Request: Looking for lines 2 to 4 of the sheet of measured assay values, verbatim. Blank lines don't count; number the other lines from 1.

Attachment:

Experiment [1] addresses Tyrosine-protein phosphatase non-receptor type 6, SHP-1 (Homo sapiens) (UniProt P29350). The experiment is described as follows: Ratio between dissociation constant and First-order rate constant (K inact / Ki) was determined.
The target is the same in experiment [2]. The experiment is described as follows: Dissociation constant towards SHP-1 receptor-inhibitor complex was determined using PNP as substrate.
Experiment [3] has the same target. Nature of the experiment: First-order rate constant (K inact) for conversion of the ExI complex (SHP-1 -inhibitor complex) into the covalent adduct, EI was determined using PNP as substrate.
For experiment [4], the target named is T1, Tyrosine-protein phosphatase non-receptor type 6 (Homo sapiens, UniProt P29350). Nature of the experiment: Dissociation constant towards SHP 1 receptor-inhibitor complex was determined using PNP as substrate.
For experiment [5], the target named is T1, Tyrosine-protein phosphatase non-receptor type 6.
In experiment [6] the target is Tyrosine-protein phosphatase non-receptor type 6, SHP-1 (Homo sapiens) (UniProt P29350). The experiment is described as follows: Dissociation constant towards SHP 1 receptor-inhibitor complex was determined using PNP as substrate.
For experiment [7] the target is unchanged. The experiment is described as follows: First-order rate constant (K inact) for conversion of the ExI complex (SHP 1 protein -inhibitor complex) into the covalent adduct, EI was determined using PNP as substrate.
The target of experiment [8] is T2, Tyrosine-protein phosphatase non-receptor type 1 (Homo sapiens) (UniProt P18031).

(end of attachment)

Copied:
The target is the same in experiment [2]. The experiment is described as follows: Dissociation constant towards SHP-1 receptor-inhibitor complex was determined using PNP as substrate.
Experiment [3] has the same target. Nature of the experiment: First-order rate constant (K inact) for conversion of the ExI complex (SHP-1 -inhibitor complex) into the covalent adduct, EI was determined using PNP as substrate.
For experiment [4], the target named is T1, Tyrosine-protein phosphatase non-receptor type 6 (Homo sapiens, UniProt P29350). Nature of the experiment: Dissociation constant towards SHP 1 receptor-inhibitor complex was determined using PNP as substrate.